Ratio of CD4+CD25+CD127low Tregs

As shown in Fig. 2, the ratio of CD4+CD25+CD127low Tregs in the healthy control group was within the normal range (58.6±10.2%). Prior to treatment, the ratio of CD4+CD25+CD127low Tregs in patients with active AS was significantly lower compared to that in healthy controls (P<0.05). After TGT treatment, the ratio of CD4+CD25+CD127low Tregs in the serum of AS patients was significantly increased from 40.1±17.5 to 49.6±16.0% (P<0.05).

Association of IL-17 level with BASDAI, ESR, CRP and CD4+CD25+CD127low Tregs in AS patients

Prior to TGT treatment, the BASDAI and IL-17 levels were higher compared to those in healthy individuals and were decreased after 6 weeks of TGT treatment. The correlation analysis revealed that 16 patients exhibiting a decrease in the IL-17 levels also exhibited a significantly decreased BASDAI score (P<0.01). By computing the Pearson’s correlation coefficient, we observed a significantly positive correlation between BASDAI and IL-17 (r=0.960 and P<0.001).

Prior to TGT treatment, the ESR and CRP levels in AS patients were higher compared to those in healthy controls and were decreased after 6 weeks of TGT treatment. The Pearson’s correlation coefficient demonstrated that ESR and CRP were significantly correlated with IL-17 (r=0.826 and P<0.001; and r=0.754 and P<0.01, respectively).

The ratio of CD4+CD25+CD127low Tregs was significantly increased following TGT treatment in AS patients and the Pearson’s correlation coefficient demonstrated that CD4+CD25+CD127low Tregs were significantly negatively correlated with IL-17 (r=−0.739 and P<0.01).

Discussion

AS is a chronic inflammation of the sacroiliac joints, spine and peripheral joints. NSAIDs are currently the first-line treatment for the pain and stiffness associated with AS. However, there are significant side effects associated with NSAIDs, such as injury to the gastrointestinal tract. When treatment with NSAIDs is not sufficient, second-line medications, occasionally refered to as disease-modifying antirheumatic drugs, including sulfasalazine, methotrexate and corticosteroids, may be used. Tumour necrosis factor (TNF) blockers, including Remicade, Enbrel and Humira, recently emerged as promising medications for the treatment of AS. However, TNF blockers are also associated with severe side effects, including reactivation of latent tuberculosis and neurological problems (14).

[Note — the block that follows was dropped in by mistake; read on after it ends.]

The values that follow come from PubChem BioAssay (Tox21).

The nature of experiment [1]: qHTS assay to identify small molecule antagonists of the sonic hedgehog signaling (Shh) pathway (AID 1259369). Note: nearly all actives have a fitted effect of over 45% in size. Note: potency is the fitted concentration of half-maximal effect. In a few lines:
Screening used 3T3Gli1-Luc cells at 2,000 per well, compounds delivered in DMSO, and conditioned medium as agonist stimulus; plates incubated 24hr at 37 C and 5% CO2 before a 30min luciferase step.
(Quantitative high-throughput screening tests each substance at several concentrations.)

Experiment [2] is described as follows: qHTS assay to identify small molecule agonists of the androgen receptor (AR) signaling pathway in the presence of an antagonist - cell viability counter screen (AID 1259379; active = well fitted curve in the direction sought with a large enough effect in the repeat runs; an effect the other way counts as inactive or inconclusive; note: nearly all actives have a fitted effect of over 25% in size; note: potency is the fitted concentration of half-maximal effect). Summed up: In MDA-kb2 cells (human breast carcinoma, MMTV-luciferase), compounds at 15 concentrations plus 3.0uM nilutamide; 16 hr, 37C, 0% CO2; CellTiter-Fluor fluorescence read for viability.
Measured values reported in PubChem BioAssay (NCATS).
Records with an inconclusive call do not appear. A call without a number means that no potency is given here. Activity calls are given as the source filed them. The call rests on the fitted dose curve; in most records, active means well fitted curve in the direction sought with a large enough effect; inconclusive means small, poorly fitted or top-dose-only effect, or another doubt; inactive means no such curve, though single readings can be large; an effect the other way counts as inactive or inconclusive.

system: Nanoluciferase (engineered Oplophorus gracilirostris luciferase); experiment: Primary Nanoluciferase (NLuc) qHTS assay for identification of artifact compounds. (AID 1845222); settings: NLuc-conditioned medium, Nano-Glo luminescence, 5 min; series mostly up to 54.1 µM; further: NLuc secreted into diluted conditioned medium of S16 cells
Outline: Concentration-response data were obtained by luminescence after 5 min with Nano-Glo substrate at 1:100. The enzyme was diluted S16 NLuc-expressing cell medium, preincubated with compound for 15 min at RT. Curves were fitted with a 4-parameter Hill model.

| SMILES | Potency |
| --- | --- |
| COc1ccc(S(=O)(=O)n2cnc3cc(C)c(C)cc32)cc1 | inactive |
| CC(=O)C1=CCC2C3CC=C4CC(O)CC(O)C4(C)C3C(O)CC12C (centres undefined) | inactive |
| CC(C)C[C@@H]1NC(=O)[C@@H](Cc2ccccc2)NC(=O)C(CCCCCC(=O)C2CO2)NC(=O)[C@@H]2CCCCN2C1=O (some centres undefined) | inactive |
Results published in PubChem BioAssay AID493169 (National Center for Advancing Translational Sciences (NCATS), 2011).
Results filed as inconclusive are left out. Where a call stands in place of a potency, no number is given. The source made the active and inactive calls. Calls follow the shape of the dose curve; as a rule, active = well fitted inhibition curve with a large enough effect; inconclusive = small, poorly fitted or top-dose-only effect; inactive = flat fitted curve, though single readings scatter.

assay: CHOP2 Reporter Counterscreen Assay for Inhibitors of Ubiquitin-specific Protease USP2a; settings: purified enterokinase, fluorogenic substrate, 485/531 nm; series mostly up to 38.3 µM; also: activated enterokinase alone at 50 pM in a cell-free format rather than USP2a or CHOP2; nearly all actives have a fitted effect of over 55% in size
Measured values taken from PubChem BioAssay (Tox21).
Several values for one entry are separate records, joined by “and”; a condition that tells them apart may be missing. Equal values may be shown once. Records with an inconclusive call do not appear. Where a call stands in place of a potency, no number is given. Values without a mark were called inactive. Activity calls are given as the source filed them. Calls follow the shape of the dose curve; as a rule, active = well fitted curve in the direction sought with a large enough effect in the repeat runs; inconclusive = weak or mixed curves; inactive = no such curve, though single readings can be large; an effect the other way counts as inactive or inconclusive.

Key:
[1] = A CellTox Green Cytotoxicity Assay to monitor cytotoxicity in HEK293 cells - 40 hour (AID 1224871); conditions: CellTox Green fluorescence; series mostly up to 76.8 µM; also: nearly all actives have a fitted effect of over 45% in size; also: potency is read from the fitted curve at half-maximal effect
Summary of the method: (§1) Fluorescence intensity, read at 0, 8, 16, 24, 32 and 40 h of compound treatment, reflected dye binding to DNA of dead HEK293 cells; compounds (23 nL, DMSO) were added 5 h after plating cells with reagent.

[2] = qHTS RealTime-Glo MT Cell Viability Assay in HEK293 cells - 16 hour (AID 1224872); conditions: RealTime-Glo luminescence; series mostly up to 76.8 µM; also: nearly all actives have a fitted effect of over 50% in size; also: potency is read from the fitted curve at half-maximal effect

TGT, a product derived from traditional Chinese medicinal plants, has been used to treat inflammatory conditions, such as rheumatoid arthritis, various skin disorders, chronic nephritis and AS in China. Over the last few years, TGT has been used for the treatment of patients with active AS, with good results. In the present study, the calculation of BASDAI and blood tests for CRP and ESR in AS patients demonstrated the high efficiency of TGT in the treatment of AS. However, the mechanism of action of TGT has not been clearly determined. To elucidate the mechanisms underlying the action of TGT in the treatment of AS, IL-17 and CD4+CD25+CD127low Tregs were measured in the peripheral blood of AS patients prior to and after TGT treatment.

IL-17, as an inflammatory cytokine, is closely correlated with the development of autoimmune diseases (15). Wang et al (16) reported significantly higher IL-17 levels in patients with active AS compared to those in healthy individuals and a significantly positive association between IL-17 and BASDAI, Bath ankylosing spondylitis metrology index, Bath ankylosing spondylitis functional index, ESR or CRP. We also observed that the high expression of IL-17 in patients with active AS is correlated with disease activity and the level of IL-17 in the peripheral blood is closely correlated with ESR and CRP levels. The level of IL-17 in AS patients was significantly decreased after TGT treatment for 6 weeks (P<0.01). These results demonstrated that TGT significantly inhibited IL-17 expression in patients with active AS and was associated with an improvement in other laboratory parameters.

Tregs, as major suppressors of the immune system, exhibit a decreased prevalence in the blood of AS patients, indicating that their absence may contribute to the pathogenesis of AS (17). In the present study, we also investigated the prevalence of CD4+CD25+CD127low Tregs in the peripheral blood of AS patients and found that their number was significantly lower compared to that in healthy individuals, whereas it was significantly increased after TGT treatment, demonstrating the alteration of the body’s immune response through T-cell activation. Furthermore, the enhanced immune inhibition was correlated with the decrease in IL-17 levels.

Overall, these results suggest that TGT treatment effectively improves the signs and symptoms of patients with AS, possibly through the upregulation of CD4+CD25+CD127low Tregs and the downregulation of IL-17 in the peripheral blood. However, the mechanism of action of TGT in AS patients has not been clearly determined and requires further investigations. Our findings also demonstrated that IL-17 may be a useful index for assessing the AS activity and the treatment efficacy, which requires validation by further clinical studies.